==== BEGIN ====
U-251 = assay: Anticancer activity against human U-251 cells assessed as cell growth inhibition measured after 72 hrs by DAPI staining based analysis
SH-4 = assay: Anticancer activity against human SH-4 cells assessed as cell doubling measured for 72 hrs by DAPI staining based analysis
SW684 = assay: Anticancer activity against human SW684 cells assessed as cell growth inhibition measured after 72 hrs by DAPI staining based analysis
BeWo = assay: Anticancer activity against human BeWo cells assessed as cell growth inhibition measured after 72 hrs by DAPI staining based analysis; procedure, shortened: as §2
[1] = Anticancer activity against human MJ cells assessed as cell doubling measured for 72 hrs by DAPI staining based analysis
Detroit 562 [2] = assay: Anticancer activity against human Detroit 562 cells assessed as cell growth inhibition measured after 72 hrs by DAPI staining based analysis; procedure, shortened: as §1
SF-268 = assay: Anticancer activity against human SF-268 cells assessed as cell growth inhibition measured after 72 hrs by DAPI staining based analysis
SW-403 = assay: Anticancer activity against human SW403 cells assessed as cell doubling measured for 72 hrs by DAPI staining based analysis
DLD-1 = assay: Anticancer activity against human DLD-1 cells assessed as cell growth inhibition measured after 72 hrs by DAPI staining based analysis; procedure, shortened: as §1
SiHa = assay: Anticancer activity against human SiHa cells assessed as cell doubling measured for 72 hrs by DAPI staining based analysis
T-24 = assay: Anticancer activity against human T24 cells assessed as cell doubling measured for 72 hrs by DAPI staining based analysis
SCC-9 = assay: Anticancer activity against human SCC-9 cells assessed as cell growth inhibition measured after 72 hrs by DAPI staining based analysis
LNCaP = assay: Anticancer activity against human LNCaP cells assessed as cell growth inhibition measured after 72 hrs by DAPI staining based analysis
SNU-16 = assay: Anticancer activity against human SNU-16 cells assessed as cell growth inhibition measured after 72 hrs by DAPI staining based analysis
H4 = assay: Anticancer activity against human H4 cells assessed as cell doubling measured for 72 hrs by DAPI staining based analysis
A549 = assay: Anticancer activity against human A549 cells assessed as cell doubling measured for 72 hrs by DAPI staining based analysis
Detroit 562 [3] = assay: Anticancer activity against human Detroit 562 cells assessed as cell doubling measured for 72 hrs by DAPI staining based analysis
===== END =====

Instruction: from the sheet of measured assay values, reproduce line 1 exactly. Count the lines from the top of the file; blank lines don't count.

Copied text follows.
U-251 = assay: Anticancer activity against human U-251 cells assessed as cell growth inhibition measured after 72 hrs by DAPI staining based analysis